St Dunstan’s College launches the St Dunstan’s Diapason to celebrate, promote and enhance diversity
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St Dunstan’s College is delighted to announce the St Dunstan’s Diapason – a new umbrella structure for pupil-staff partnership to celebrate, promote and enhance diversity at the school.

The St Dunstan’s Diapason, which will be chaired by the headmaster, Nicholas Hewlett, will begin with five pillars, with a view to expanding this over time.  The five pillars will be sexual orientation, sex and gender, race, religion and belief, and disability.  

Each pillar will have a staff lead and a student lead (Sixth Form) who will work with staff and student champions within each area of interest from across the school. There will be no limit to the number of champions who can be attached to each pillar.

The role of the leads will be to hold regular meetings, both with staff and student groups, and together, as appropriate, to agree, implement and review an action plan, in agreement with the Executive of the Foundation, and in line with the overarching purpose of the Diapason. Each pillar will be encouraged to work alongside key charities and voluntary organisations, where appropriate.

Speaking about the new working group, Mr Hewlett explained the events of the last 15 months had inspired him to create the Diapason. 

‘As a community, we have lived through three momentous events in the last 15 months – the Black Lives Matter movement of summer 2020, a global pandemic, and then most recently the Everyone’s Invited movement – I realised that as a consequence what we were seeing was an increased and worrying disconnect between the young and their teachers, triggered by the societal backlash in the aftermath of crisis.

‘We must start having meaningful dialogue with the young about issues that matter.  A lack of open dialogue around such matters risks us not moving forwards. We need to take everyone with us on the journey to ensuring an equal society and one that genuinely cherishes diversity. That’s why I created the St Dunstan’s Diapason.’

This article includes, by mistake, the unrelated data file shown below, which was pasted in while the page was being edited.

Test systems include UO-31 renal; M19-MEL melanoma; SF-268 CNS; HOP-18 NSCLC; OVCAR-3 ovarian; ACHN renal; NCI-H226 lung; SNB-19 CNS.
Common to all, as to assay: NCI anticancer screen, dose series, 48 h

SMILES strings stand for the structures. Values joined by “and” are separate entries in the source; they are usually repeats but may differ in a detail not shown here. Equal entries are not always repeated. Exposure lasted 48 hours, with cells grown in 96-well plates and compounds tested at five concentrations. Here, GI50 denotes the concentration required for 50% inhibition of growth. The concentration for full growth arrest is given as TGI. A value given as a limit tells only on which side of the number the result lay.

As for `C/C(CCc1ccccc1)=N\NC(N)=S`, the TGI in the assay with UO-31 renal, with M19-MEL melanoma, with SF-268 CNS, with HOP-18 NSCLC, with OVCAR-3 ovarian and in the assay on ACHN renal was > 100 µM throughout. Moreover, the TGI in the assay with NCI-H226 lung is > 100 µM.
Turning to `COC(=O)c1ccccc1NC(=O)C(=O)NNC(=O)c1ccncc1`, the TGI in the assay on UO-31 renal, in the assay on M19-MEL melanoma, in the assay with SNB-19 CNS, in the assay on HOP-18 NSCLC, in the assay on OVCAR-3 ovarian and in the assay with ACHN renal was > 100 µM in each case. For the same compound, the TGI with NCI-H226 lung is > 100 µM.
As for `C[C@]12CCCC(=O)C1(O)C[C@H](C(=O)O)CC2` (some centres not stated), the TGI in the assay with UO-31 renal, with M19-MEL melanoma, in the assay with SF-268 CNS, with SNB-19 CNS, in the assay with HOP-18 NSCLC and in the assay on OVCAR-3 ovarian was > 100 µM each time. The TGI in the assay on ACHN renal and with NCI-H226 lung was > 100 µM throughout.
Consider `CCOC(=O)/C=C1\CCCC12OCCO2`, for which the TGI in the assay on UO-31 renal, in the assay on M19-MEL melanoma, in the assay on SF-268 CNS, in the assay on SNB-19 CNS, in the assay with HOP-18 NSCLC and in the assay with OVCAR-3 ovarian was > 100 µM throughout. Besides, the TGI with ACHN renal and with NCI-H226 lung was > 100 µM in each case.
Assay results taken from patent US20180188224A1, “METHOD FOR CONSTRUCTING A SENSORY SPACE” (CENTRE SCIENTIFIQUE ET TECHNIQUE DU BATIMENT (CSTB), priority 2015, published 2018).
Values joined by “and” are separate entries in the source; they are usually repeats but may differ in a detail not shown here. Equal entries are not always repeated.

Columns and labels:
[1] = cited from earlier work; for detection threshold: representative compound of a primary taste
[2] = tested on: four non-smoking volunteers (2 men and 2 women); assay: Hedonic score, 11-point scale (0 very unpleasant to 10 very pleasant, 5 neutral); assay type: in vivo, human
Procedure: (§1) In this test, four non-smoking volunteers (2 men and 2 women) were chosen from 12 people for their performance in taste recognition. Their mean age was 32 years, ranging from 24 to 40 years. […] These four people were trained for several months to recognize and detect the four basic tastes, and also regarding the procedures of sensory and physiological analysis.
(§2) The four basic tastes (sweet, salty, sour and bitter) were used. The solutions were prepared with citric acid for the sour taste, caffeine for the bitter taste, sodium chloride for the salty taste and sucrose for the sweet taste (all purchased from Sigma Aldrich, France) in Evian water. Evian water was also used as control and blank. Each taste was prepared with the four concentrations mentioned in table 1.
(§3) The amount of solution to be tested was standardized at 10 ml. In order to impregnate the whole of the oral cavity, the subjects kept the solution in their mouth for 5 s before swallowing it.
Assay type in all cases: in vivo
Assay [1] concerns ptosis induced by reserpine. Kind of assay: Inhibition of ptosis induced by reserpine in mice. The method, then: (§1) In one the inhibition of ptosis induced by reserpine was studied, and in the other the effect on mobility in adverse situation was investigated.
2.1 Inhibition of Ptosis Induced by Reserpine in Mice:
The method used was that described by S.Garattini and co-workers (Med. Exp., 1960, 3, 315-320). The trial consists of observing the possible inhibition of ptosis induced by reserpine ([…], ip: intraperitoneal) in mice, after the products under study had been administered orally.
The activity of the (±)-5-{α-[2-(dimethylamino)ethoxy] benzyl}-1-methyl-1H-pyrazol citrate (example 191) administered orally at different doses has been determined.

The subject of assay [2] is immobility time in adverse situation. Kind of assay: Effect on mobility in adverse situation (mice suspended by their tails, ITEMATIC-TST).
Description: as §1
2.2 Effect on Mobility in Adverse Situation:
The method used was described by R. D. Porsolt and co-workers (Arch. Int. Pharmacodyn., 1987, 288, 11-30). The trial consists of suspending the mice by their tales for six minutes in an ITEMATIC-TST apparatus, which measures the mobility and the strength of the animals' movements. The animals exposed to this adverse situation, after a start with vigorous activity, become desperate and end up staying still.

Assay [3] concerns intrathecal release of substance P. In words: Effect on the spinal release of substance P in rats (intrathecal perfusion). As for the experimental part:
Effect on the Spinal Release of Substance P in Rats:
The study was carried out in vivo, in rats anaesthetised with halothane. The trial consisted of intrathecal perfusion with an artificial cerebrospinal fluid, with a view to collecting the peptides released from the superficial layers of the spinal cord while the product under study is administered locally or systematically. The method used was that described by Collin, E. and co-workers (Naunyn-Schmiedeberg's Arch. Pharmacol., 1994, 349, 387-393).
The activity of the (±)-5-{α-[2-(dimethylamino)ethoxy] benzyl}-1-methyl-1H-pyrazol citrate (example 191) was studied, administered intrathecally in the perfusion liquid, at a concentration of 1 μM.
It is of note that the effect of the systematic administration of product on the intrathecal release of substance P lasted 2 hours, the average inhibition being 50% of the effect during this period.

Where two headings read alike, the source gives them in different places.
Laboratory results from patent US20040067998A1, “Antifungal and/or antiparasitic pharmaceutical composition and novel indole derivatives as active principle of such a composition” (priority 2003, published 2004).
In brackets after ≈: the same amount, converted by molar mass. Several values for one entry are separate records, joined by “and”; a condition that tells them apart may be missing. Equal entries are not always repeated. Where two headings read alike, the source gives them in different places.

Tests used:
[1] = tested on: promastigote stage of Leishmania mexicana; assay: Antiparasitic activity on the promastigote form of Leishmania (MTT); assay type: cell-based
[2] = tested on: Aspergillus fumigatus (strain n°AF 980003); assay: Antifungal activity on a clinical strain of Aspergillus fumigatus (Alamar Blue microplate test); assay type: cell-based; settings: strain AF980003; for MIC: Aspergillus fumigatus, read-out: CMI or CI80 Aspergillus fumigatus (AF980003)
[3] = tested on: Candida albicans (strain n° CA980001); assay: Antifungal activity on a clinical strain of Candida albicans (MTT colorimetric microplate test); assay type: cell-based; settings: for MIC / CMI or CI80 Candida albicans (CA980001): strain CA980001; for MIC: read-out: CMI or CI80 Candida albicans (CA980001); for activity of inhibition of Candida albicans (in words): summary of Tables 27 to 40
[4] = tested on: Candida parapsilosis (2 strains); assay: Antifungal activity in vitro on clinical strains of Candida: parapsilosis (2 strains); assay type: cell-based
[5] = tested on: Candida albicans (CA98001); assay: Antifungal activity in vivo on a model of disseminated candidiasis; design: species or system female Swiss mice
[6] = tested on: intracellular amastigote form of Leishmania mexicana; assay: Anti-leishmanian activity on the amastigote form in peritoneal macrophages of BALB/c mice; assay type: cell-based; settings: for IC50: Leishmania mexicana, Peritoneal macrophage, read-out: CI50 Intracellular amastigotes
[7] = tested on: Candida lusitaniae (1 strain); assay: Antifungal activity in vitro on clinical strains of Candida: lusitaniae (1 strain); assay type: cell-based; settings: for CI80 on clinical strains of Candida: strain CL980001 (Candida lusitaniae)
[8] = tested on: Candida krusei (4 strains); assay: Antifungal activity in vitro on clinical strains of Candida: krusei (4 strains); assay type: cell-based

He added: ‘Today we live in a world where social media and globalisation can stoke the fire of discontent in an instant, and on both sides of the thinking. This is coupled to a pandemic where people have been forced to shield behind the wall of a computer and the anonymity of a keyboard, our world has become much less an exchange of views – a healthy debate – and more an anonymised mud-slinging match of increasingly entrenched positions of outrage. I want to argue that educators and schools have a fundamental role in challenging this dangerous societal position but to do so will demand creativity and imagination from its leaders.

‘Last summer served as a wake up call at St Dunstan’s – it awoke a need to take stock, reflected and recognised that we can absolutely do better in our celebration of racial diversity and assurance of an anti-racist culture. For too long, schools have become conservative to the point that they have stifled their ability to think creatively about a genuinely inclusive agenda that seeks not just to include diversity but to promote it, not just to endorse equality but to live and breath it.’

The Diapason will meet as a group termly and all positions will be voluntary. At this meeting, the headmaster will receive a report on the progress made by each pillar, from the student and staff lead. Where intervention or support is required from the executive leadership, including budgetary consideration, this will be agreed at this meeting. Where the delivery of an action point requires the involvement of a senior member of staff, this will also be agreed at this meeting. The first meeting of the year will agree the plan for the year ahead. This termly meeting will also discuss any conflicting agendas from across the pillars. 

St Dunstan’s College, which was last year named Independent Co-educational School of the Year, was most recently praised for its liberal thinking by the Good Schools Guide. ‘Diverse in every way – academically, socially, and intellectually,’ the review explained: ‘The St Dunstan’s ethos could come across as a bit ‘woke’ on paper, but in real life we found the school to be inspiring, both liberating and liberal thanks to interesting leadership, committed teaching and a very engaged student body. A great school for unstuffy polymaths.’

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